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Original Contribution
August 1999

Diffusion-Weighted Magnetic Resonance Imaging in Probable Creutzfeldt-Jakob Disease: A Clinical-Anatomic Correlation

Author Affiliations

From the Departments of Neurology (Drs D. L. Na, Choi, Moon, and Seo), Nuclear Medicine (Dr Kim), and Diagnostic Radiology (Dr D. G. Na), College of Medicine, Sungkyunkwan University, Samsung Medical Center, Seoul, Korea; Department of Neurology, Kyungpook University, Taegu, Korea (Dr Suh); and Neurology Service, Albuquerque Veterans Affairs Medical Center, and Department of Neurology, University of New Mexico, Albuquerque (Dr Adair).

Arch Neurol. 1999;56(8):951-957. doi:10.1001/archneur.56.8.951

Background  Creutzfeldt-Jakob disease (CJD) is a rare transmissible disease that typically causes a rapidly progressive dementia and leads to death in less than 1 year. Although a few anecdotal reports suggest that diffusion-weighted magnetic resonance imaging may help substantiate premortem diagnosis of CJD, detailed correlation between radiographic data and clinical, electrophysiologic, and metabolic parameters is not available.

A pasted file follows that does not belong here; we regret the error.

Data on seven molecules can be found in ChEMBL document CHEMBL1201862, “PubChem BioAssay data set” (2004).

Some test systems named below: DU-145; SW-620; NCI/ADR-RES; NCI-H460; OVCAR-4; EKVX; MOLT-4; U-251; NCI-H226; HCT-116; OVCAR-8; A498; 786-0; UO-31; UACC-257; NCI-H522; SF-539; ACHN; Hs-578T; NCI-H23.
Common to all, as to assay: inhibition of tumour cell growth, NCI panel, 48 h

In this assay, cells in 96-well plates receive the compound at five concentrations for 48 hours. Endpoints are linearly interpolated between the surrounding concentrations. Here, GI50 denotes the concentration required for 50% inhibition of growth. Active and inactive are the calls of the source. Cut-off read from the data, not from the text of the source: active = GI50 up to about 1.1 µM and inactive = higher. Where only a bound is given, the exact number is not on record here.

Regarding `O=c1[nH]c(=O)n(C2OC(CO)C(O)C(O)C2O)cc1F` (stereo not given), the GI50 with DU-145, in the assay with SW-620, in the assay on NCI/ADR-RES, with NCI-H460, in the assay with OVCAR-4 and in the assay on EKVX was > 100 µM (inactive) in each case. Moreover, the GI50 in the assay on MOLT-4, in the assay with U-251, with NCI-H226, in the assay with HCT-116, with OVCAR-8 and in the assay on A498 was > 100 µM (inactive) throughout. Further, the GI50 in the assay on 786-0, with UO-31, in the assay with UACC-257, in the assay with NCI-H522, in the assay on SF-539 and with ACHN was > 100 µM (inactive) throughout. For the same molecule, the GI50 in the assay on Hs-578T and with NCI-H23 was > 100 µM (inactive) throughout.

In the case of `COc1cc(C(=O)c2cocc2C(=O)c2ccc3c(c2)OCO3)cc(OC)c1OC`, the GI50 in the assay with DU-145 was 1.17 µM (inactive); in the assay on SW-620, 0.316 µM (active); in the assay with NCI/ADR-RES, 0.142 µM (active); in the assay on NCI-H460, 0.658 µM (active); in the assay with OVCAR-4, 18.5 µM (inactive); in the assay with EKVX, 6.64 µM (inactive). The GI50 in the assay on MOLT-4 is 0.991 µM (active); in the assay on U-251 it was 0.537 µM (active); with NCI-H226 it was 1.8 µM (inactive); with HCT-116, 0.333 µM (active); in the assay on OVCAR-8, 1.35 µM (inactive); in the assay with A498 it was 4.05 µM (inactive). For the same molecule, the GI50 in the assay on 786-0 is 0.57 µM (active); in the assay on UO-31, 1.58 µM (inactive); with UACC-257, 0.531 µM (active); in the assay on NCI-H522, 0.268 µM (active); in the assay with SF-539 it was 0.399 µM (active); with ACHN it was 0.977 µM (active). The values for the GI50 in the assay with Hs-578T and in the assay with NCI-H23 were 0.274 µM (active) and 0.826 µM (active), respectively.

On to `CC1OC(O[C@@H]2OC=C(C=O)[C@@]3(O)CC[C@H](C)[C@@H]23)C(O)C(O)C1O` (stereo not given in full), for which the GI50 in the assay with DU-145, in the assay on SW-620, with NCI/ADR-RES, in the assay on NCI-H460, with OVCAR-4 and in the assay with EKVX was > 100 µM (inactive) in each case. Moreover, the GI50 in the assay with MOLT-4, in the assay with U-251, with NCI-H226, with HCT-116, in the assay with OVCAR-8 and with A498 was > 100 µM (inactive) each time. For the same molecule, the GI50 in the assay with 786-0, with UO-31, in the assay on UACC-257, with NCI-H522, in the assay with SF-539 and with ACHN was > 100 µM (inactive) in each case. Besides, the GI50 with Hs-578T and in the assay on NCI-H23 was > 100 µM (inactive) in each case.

Methods  Signal abnormalities on diffusion-weighted images in 3 consecutive patients with probable CJD were correlated with psychometric features, electroencephalographic findings, and functional images with either positron emission tomography or single photon emission computed tomography.

Results  Focality of abnormalities on diffusion-weighted image, not apparent on routine magnetic resonance images, correlated closely with clinical manifestations of CJD. The topographic distribution of signal abnormality on diffusion-weighted image corresponded with abnormal metabolism or perfusion on positron emission and single photon emission computed tomographic scans. In 2 cases, the laterality of diffusion abnormalities correlated with periodic sharp wave activity on electroencephalograms.

Conclusion  These findings extend previous observations that suggested a diagnostic and localizing utility of diffusion-weighted imaging in CJD.